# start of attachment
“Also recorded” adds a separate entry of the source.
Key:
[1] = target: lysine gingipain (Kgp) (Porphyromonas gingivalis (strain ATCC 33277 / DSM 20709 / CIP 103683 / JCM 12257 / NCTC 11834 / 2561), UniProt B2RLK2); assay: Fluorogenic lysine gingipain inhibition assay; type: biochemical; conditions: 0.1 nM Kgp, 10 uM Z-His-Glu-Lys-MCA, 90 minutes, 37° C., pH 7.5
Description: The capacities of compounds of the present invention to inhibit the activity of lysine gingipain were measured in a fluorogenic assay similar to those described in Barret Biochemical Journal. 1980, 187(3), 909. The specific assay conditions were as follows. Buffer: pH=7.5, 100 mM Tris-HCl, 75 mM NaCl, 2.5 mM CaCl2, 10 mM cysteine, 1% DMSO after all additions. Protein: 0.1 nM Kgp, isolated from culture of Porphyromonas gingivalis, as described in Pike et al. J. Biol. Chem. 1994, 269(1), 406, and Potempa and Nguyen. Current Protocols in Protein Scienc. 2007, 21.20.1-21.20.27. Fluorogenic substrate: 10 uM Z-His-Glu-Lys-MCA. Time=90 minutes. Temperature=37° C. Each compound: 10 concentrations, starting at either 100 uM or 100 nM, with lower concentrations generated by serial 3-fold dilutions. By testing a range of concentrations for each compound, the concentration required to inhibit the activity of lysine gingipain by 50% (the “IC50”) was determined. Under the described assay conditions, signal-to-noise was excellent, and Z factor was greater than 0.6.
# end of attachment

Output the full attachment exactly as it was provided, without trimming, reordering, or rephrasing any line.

“Also recorded” adds a separate entry of the source.
Key:
[1] = target: lysine gingipain (Kgp) (Porphyromonas gingivalis (strain ATCC 33277 / DSM 20709 / CIP 103683 / JCM 12257 / NCTC 11834 / 2561), UniProt B2RLK2); assay: Fluorogenic lysine gingipain inhibition assay; type: biochemical; conditions: 0.1 nM Kgp, 10 uM Z-His-Glu-Lys-MCA, 90 minutes, 37° C., pH 7.5
Description: The capacities of compounds of the present invention to inhibit the activity of lysine gingipain were measured in a fluorogenic assay similar to those described in Barret Biochemical Journal. 1980, 187(3), 909. The specific assay conditions were as follows. Buffer: pH=7.5, 100 mM Tris-HCl, 75 mM NaCl, 2.5 mM CaCl2, 10 mM cysteine, 1% DMSO after all additions. Protein: 0.1 nM Kgp, isolated from culture of Porphyromonas gingivalis, as described in Pike et al. J. Biol. Chem. 1994, 269(1), 406, and Potempa and Nguyen. Current Protocols in Protein Scienc. 2007, 21.20.1-21.20.27. Fluorogenic substrate: 10 uM Z-His-Glu-Lys-MCA. Time=90 minutes. Temperature=37° C. Each compound: 10 concentrations, starting at either 100 uM or 100 nM, with lower concentrations generated by serial 3-fold dilutions. By testing a range of concentrations for each compound, the concentration required to inhibit the activity of lysine gingipain by 50% (the “IC50”) was determined. Under the described assay conditions, signal-to-noise was excellent, and Z factor was greater than 0.6.